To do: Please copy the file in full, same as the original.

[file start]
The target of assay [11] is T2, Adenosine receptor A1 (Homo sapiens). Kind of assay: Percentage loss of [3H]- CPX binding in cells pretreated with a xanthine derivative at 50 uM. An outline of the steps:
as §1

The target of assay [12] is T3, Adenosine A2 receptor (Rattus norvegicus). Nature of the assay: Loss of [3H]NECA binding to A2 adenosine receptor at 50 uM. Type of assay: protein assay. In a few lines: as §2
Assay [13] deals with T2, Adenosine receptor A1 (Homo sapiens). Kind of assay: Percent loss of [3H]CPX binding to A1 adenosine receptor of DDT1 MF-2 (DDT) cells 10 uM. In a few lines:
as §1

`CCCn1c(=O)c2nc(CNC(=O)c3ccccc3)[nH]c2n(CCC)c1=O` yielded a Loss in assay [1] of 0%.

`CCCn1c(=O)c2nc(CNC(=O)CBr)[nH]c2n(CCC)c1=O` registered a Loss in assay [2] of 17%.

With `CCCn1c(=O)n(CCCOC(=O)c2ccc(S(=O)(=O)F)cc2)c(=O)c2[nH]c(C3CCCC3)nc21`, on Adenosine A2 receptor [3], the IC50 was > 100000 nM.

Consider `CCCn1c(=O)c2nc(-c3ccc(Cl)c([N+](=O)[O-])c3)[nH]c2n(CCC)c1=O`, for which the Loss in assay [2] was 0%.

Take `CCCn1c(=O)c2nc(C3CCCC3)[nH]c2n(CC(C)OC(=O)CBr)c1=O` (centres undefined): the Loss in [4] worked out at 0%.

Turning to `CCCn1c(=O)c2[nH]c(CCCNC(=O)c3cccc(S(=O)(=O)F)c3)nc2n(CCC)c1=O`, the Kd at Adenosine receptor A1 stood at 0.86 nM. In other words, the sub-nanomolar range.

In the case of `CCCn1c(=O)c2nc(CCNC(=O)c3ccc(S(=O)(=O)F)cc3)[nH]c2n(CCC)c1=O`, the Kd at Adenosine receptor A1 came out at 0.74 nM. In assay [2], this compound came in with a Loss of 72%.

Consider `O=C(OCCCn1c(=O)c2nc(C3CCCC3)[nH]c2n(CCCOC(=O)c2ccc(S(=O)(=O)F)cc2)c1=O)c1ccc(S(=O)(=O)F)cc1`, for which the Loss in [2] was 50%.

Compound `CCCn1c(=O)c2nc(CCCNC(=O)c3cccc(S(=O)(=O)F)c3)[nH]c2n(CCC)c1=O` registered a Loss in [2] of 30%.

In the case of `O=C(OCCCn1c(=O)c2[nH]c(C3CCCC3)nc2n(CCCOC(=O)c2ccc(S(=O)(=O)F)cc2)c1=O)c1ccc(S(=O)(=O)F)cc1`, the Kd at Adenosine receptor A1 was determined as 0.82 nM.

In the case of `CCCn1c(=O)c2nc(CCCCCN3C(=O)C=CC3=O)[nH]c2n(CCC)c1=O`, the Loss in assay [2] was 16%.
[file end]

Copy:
The target of assay [11] is T2, Adenosine receptor A1 (Homo sapiens). Kind of assay: Percentage loss of [3H]- CPX binding in cells pretreated with a xanthine derivative at 50 uM. An outline of the steps:
as §1

The target of assay [12] is T3, Adenosine A2 receptor (Rattus norvegicus). Nature of the assay: Loss of [3H]NECA binding to A2 adenosine receptor at 50 uM. Type of assay: protein assay. In a few lines: as §2
Assay [13] deals with T2, Adenosine receptor A1 (Homo sapiens). Kind of assay: Percent loss of [3H]CPX binding to A1 adenosine receptor of DDT1 MF-2 (DDT) cells 10 uM. In a few lines:
as §1

`CCCn1c(=O)c2nc(CNC(=O)c3ccccc3)[nH]c2n(CCC)c1=O` yielded a Loss in assay [1] of 0%.

`CCCn1c(=O)c2nc(CNC(=O)CBr)[nH]c2n(CCC)c1=O` registered a Loss in assay [2] of 17%.

With `CCCn1c(=O)n(CCCOC(=O)c2ccc(S(=O)(=O)F)cc2)c(=O)c2[nH]c(C3CCCC3)nc21`, on Adenosine A2 receptor [3], the IC50 was > 100000 nM.

Consider `CCCn1c(=O)c2nc(-c3ccc(Cl)c([N+](=O)[O-])c3)[nH]c2n(CCC)c1=O`, for which the Loss in assay [2] was 0%.

Take `CCCn1c(=O)c2nc(C3CCCC3)[nH]c2n(CC(C)OC(=O)CBr)c1=O` (centres undefined): the Loss in [4] worked out at 0%.

Turning to `CCCn1c(=O)c2[nH]c(CCCNC(=O)c3cccc(S(=O)(=O)F)c3)nc2n(CCC)c1=O`, the Kd at Adenosine receptor A1 stood at 0.86 nM. In other words, the sub-nanomolar range.

In the case of `CCCn1c(=O)c2nc(CCNC(=O)c3ccc(S(=O)(=O)F)cc3)[nH]c2n(CCC)c1=O`, the Kd at Adenosine receptor A1 came out at 0.74 nM. In assay [2], this compound came in with a Loss of 72%.

Consider `O=C(OCCCn1c(=O)c2nc(C3CCCC3)[nH]c2n(CCCOC(=O)c2ccc(S(=O)(=O)F)cc2)c1=O)c1ccc(S(=O)(=O)F)cc1`, for which the Loss in [2] was 50%.

Compound `CCCn1c(=O)c2nc(CCCNC(=O)c3cccc(S(=O)(=O)F)c3)[nH]c2n(CCC)c1=O` registered a Loss in [2] of 30%.

In the case of `O=C(OCCCn1c(=O)c2[nH]c(C3CCCC3)nc2n(CCCOC(=O)c2ccc(S(=O)(=O)F)cc2)c1=O)c1ccc(S(=O)(=O)F)cc1`, the Kd at Adenosine receptor A1 was determined as 0.82 nM.

In the case of `CCCn1c(=O)c2nc(CCCCCN3C(=O)C=CC3=O)[nH]c2n(CCC)c1=O`, the Loss in assay [2] was 16%.